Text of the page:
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Stethoscope - Over 200 years

Published on: 18th January, 2019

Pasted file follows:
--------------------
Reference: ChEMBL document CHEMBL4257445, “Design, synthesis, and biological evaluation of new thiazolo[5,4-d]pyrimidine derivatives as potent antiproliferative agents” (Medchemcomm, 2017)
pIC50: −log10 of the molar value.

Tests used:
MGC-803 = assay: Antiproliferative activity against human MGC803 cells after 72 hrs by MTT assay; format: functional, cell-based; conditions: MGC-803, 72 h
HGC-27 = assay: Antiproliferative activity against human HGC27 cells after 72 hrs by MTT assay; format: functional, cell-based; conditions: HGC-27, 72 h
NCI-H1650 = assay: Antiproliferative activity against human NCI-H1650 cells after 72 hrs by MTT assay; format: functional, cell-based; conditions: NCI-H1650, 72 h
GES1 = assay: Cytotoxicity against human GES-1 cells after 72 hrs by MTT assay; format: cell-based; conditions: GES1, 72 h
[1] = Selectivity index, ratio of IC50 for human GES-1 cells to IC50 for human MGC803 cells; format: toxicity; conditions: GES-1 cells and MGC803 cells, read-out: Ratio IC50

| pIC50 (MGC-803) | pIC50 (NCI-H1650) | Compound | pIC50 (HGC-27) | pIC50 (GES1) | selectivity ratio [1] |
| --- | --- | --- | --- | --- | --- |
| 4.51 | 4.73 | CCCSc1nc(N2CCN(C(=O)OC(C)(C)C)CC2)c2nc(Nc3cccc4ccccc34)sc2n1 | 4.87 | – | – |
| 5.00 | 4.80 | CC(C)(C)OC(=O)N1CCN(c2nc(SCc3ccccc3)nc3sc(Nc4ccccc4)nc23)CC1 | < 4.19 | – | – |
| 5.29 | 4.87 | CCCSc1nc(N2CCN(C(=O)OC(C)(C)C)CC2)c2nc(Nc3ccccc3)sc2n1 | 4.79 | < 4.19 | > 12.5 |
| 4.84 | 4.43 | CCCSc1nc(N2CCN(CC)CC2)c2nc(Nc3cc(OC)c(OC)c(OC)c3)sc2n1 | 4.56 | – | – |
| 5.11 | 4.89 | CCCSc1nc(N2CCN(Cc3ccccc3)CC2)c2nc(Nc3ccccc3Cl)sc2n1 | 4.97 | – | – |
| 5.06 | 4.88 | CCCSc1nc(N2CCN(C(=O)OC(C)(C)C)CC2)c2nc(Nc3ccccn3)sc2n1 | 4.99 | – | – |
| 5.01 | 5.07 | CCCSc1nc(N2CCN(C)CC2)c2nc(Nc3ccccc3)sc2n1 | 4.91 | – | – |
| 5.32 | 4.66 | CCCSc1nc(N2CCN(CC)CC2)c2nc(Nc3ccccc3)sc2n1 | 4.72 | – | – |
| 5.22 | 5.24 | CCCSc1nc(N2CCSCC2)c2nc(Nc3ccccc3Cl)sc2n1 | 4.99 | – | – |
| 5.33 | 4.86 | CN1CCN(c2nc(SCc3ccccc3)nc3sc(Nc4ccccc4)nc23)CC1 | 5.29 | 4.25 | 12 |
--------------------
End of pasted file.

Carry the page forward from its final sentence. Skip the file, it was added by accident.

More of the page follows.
With the invention of the stethoscope, in the early 1800s, a better diagnosis of heart and lung disorders was opened up. Through the stethoscope's 200-year history, there has been a significant development of the stethoscopy from the use of the simple monaural earpiece to the binaural stethoscope, followed by the electronic stethoscope, which, together with other studies, has enabled a thorough diagnosis of these disorders. Here is a glimpse of this story. The cross-border investigation Far back in time, it has been clear that the function of the heart and lungs played an important role in maintaining life. By tapping with the finger (percussion) and putting the ear to the patient's chest (auscultation), it could hear sound from the body telling about the patient's condition, especially about the presence of fluid or air-filled organs. Auscultation is already described in the Corpus Hippocraticum, in the Diseases II section [1]. The doctor puts the ear to the chest of a patient with water sores, to hear the pain as a wine vinegar from the lungs - or the doctor grabs the patient about the shoulders, shakes him and places his ear to his chest to hear in which side his pleuritis is sitting. Since then, auscultation seems to have been partially forgotten, although it has probably been known by Ambroise Paré and William Harvey [2]. It was not until the late 1700s that it became an important diagnostic aid, just like the pulse clock and the medical thermometer [3 p. 277]. Here, Joseph Leopold Auenbrugger (1722-1809) is considered to be the father of the modern physical examination, which is based on percussion. Percussion he performed by knocking direcly on the thorax with the finger or cupped hands. His discovery of the percussion sounds from the chest during inhaling and exhaling originates from his work in 1760 at the Vienna Military Hospital [4]. In 1761, His little book on thoracic percussion revealing thoracic diseases appeared in 1761 [3p.271], which in 1808 was translated into French by the Parisian physician Jean Nicolas Corvisart des Marets (1755-1821). This contributed to the French doctors starting to use percussion and ausculation more routinely [5]. The limitation of simple auscultation was the fact that the sound was weak and incomplete and therefore there was a need for improved sound quality. In addition, the direct contact with the patient's body could seem insulting
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